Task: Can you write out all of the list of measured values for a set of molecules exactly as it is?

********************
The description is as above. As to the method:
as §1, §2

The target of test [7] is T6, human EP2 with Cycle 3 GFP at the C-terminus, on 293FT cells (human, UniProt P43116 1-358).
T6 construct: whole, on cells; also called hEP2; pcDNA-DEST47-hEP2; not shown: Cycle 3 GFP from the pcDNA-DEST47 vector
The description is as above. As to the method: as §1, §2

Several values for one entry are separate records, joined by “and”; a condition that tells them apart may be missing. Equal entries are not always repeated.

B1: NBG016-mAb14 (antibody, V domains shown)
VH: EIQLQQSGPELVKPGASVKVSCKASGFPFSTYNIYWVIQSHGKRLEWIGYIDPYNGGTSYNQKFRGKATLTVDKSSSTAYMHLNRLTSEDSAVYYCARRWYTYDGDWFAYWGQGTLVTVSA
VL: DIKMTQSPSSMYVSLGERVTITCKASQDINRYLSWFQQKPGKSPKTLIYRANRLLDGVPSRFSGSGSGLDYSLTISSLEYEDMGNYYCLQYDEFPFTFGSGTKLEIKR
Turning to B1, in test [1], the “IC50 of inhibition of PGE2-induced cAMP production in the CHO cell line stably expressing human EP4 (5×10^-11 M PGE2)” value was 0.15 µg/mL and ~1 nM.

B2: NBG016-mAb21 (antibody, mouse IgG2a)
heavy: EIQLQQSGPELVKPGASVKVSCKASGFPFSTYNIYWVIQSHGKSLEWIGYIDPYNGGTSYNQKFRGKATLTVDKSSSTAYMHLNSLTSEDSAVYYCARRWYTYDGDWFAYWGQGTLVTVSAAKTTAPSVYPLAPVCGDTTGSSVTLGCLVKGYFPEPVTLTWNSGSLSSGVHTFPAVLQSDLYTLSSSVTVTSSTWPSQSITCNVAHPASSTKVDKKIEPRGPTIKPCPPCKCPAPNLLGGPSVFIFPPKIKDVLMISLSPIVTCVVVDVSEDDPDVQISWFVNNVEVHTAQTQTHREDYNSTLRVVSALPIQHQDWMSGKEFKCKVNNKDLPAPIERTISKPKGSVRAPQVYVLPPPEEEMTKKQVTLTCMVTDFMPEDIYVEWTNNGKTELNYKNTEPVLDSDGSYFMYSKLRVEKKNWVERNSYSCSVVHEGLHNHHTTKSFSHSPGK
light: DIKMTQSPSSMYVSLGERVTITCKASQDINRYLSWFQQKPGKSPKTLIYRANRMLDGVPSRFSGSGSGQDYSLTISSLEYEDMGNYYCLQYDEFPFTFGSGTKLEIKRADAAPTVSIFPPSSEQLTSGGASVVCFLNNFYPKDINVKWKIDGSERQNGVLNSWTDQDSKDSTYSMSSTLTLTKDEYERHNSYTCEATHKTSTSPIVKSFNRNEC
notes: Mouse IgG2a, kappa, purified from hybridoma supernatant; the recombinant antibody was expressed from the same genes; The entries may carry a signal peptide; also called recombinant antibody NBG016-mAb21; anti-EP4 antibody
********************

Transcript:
The description is as above. As to the method:
as §1, §2

The target of test [7] is T6, human EP2 with Cycle 3 GFP at the C-terminus, on 293FT cells (human, UniProt P43116 1-358).
T6 construct: whole, on cells; also called hEP2; pcDNA-DEST47-hEP2; not shown: Cycle 3 GFP from the pcDNA-DEST47 vector
The description is as above. As to the method: as §1, §2

Several values for one entry are separate records, joined by “and”; a condition that tells them apart may be missing. Equal entries are not always repeated.

B1: NBG016-mAb14 (antibody, V domains shown)
VH: EIQLQQSGPELVKPGASVKVSCKASGFPFSTYNIYWVIQSHGKRLEWIGYIDPYNGGTSYNQKFRGKATLTVDKSSSTAYMHLNRLTSEDSAVYYCARRWYTYDGDWFAYWGQGTLVTVSA
VL: DIKMTQSPSSMYVSLGERVTITCKASQDINRYLSWFQQKPGKSPKTLIYRANRLLDGVPSRFSGSGSGLDYSLTISSLEYEDMGNYYCLQYDEFPFTFGSGTKLEIKR
Turning to B1, in test [1], the “IC50 of inhibition of PGE2-induced cAMP production in the CHO cell line stably expressing human EP4 (5×10^-11 M PGE2)” value was 0.15 µg/mL and ~1 nM.

B2: NBG016-mAb21 (antibody, mouse IgG2a)
heavy: EIQLQQSGPELVKPGASVKVSCKASGFPFSTYNIYWVIQSHGKSLEWIGYIDPYNGGTSYNQKFRGKATLTVDKSSSTAYMHLNSLTSEDSAVYYCARRWYTYDGDWFAYWGQGTLVTVSAAKTTAPSVYPLAPVCGDTTGSSVTLGCLVKGYFPEPVTLTWNSGSLSSGVHTFPAVLQSDLYTLSSSVTVTSSTWPSQSITCNVAHPASSTKVDKKIEPRGPTIKPCPPCKCPAPNLLGGPSVFIFPPKIKDVLMISLSPIVTCVVVDVSEDDPDVQISWFVNNVEVHTAQTQTHREDYNSTLRVVSALPIQHQDWMSGKEFKCKVNNKDLPAPIERTISKPKGSVRAPQVYVLPPPEEEMTKKQVTLTCMVTDFMPEDIYVEWTNNGKTELNYKNTEPVLDSDGSYFMYSKLRVEKKNWVERNSYSCSVVHEGLHNHHTTKSFSHSPGK
light: DIKMTQSPSSMYVSLGERVTITCKASQDINRYLSWFQQKPGKSPKTLIYRANRMLDGVPSRFSGSGSGQDYSLTISSLEYEDMGNYYCLQYDEFPFTFGSGTKLEIKRADAAPTVSIFPPSSEQLTSGGASVVCFLNNFYPKDINVKWKIDGSERQNGVLNSWTDQDSKDSTYSMSSTLTLTKDEYERHNSYTCEATHKTSTSPIVKSFNRNEC
notes: Mouse IgG2a, kappa, purified from hybridoma supernatant; the recombinant antibody was expressed from the same genes; The entries may carry a signal peptide; also called recombinant antibody NBG016-mAb21; anti-EP4 antibody